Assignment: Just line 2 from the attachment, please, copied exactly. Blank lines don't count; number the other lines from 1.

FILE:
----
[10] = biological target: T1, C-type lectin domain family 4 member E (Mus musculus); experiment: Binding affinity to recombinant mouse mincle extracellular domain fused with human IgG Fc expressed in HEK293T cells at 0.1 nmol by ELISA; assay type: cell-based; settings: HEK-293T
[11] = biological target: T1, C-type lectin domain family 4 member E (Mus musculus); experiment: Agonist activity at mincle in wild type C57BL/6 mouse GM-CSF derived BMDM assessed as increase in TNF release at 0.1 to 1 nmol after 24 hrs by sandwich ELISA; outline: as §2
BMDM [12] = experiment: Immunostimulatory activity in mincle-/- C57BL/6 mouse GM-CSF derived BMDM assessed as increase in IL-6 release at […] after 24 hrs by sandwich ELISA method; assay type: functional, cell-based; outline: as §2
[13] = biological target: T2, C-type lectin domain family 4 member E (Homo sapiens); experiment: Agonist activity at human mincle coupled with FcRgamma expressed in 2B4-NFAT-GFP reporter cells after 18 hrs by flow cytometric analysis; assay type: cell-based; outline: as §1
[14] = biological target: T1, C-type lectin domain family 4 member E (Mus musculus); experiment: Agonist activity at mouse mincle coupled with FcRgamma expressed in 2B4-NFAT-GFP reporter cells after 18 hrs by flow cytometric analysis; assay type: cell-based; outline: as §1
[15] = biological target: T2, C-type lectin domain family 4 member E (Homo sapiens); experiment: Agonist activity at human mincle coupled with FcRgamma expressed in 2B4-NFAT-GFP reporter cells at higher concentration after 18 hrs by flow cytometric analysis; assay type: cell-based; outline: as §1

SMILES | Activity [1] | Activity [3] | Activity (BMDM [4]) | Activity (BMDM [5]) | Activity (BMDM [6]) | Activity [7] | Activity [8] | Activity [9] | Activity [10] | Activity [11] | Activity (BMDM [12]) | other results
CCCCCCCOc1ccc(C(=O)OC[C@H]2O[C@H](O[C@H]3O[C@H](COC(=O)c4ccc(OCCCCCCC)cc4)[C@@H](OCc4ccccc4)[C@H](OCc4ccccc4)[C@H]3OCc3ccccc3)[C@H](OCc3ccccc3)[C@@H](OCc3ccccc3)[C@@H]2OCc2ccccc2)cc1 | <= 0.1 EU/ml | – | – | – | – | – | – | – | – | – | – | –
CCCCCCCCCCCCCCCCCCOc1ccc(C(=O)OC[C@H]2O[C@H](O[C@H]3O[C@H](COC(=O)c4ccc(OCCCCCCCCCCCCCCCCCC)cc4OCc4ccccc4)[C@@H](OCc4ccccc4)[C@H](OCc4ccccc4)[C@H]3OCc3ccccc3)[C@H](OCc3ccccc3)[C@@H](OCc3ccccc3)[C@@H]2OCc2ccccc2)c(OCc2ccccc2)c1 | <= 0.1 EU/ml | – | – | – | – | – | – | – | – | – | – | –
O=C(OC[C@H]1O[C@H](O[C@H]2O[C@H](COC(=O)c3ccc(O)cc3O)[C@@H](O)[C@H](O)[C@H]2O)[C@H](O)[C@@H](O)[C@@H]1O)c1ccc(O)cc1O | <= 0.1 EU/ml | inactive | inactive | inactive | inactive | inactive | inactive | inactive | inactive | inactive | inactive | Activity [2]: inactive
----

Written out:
[11] = biological target: T1, C-type lectin domain family 4 member E (Mus musculus); experiment: Agonist activity at mincle in wild type C57BL/6 mouse GM-CSF derived BMDM assessed as increase in TNF release at 0.1 to 1 nmol after 24 hrs by sandwich ELISA; outline: as §2